Dateline: 21 October 2016
|Scotty's Boatyard, Owasco Lake, N.Y.|
This is a neat story that I’d like to share with you, my regular Upland readers, and also the children (3 daughters and 2 sons) of my late, great high school friend, Art Dillon. Art passed away back in 2002 from cancer. He was only 44.
Yesterday on the Moravia Class of 1976 Reunion Facebook page I posted the picture above, with the following comment…
"I found this old picture today and thought I’d share it here. I’m pretty sure it was the spring of 1976 and it was at Scotty’s Boatyard, at the end of a canoe race. Left to right in the picture: Paco Rosado, Charlie Wright (in truck), Maureen Carey, Art Dillon, and me. Paco and Charlie were in one canoe and Art and me were in another. Me and Art did pretty well and got a trophy. It was a Pabst Blue Ribbon beer can with a canoe on top. One of the very few trophies I’ve ever won in my life. :-)"
After posting the picture, Seccy Cogswell Carson (a 1976 classmate) asked if I had the trophy displayed. I replied that I didn’t know where it was. I suspect it is buried in a landfill somewhere, and has been there for a long time.
Well, that picture on Facebook was noticed by Art’s wife, Lori. She found Art’s trophy (each of us got one at the end of the race), took a picture of it, and posted it to Facebook. Here's the trophy….
It says First Place on it.
To my surprise, Lori said that she still has Art’s canoe. It is light blue in color, and he painted the name, Desire on it.
So, it’s pretty neat how that all came together on Facebook. And now, I’d like to tell you the rest of the story…
After getting a big First Place in that local canoe race, Art figured that he and I (with Desire) should enter the World Canoe Regatta in Bainbridge, New York. Art had the canoe. Art had the vehicle to get us there. And he took care of all the entry details. I was just his willing racing partner.
The race was at the end of May, 1976. I checked the internet and it’s not referred to as The World Canoe Regatta anymore. It’s the General Clinton Canoe Regatta.
Too bad. That just doesn’t have the same ring to it as The World Canoe Regatta.
Well, anyway, it was just me and Art on this great adventure, and we were feeling pretty confident in our abilities. The race was on the Susquehanna River and I don’t recall exactly how long it was. Five or ten miles maybe. It was quite a distance (but it was not the 70 mile endurance race—that much I’m sure of).
I remember that there were so many entrants that they had the canoes start in several groups. It was a timed race. We were given a big identification number that, if I recall correctly, we put on the front of the canoe.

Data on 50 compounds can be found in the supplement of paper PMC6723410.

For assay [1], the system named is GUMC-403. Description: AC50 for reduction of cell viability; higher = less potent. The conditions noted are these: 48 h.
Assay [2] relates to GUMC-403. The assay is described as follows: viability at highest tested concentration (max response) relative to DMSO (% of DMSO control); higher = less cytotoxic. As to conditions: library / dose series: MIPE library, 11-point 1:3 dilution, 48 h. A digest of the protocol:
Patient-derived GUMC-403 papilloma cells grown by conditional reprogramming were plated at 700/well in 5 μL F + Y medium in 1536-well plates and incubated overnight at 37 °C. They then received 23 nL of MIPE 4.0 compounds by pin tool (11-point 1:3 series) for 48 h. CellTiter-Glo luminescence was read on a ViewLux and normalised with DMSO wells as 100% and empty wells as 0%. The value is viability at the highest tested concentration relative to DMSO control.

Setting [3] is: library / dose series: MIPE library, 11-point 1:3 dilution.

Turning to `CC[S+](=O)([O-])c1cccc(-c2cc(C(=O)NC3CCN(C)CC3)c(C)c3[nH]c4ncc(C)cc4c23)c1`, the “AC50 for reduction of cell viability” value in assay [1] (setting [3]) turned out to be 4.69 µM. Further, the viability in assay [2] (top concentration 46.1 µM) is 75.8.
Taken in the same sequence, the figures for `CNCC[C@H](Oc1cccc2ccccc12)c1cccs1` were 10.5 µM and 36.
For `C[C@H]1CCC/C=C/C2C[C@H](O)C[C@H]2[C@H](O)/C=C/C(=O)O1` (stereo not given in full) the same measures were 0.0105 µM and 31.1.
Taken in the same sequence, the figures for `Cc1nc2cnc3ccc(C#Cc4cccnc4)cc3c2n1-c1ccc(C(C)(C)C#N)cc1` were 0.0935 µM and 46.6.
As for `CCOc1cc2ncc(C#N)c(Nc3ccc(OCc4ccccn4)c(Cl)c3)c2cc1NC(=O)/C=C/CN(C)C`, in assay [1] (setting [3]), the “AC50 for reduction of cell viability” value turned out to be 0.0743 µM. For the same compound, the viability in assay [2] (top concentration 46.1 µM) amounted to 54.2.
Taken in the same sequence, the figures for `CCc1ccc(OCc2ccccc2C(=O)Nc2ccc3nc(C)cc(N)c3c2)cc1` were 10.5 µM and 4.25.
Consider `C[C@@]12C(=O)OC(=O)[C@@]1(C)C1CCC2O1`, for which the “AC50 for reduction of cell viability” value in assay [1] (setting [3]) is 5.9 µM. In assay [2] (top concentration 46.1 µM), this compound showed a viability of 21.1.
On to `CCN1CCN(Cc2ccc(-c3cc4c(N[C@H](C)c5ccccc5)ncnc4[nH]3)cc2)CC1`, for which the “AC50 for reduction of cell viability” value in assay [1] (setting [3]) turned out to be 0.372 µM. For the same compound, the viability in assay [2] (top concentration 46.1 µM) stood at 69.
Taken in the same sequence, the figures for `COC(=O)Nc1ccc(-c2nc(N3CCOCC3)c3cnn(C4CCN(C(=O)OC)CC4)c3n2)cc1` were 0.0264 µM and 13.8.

Soon after arriving, it was obvious to Art and me that most of the racers were very serious contenders. They had lightweight racing canoes and special racing paddles with wide ends and bent handles. We also noticed that many of the competitors (all men that I recall) had impressive upper body physiques; they were built for canoe racing. And some of them were speaking French!
We were just a couple of skinny high school amateurs (and country hicks to boot). We were totally outclassed.
The start was kind of intense. There was a short period of chaos as all the canoeists jockeyed to get off the line. A canoe near us tipped over and two guys were splashing around while everyone drove on by them.
By the time we got to the finish line we were exhausted. We had given it our best shot. We had passed a lot of other canoes, and a lot of other canoes had passed us. But, since there were so many different starts, and canoes from other races on the river with us, we had no idea how we did when we got to the end. After waiting around for awhile, the last of the canoes for our race came in and the results were posted.
There were over 100 canoes in our race and, to our utter surprise, we came in third.
To be honest, I don’t remember if we actually were third from last. But we were really close to last place. We were so close to last that we were profoundly humbled. I remember we took some satisfaction in the fact that we weren't dead last. That would have been totally humiliating.
And that was the end of our canoe-racing adventures.
Art was a great guy and a great friend. We had a lot of different adventures back in our high school days. Some of them I’ll never tell. But most of our adventures were good, wholesome fun centered around outdoor activities. Looking back these 40 years later, I’m thankful for the experiences, and the memories. I only wish that Art were still here so we could look back on them together.
A year after this canoe-racing chapter of my life, I had another canoe adventure with another friend, on the Lamoille River in Vermont. You can read about it HERE.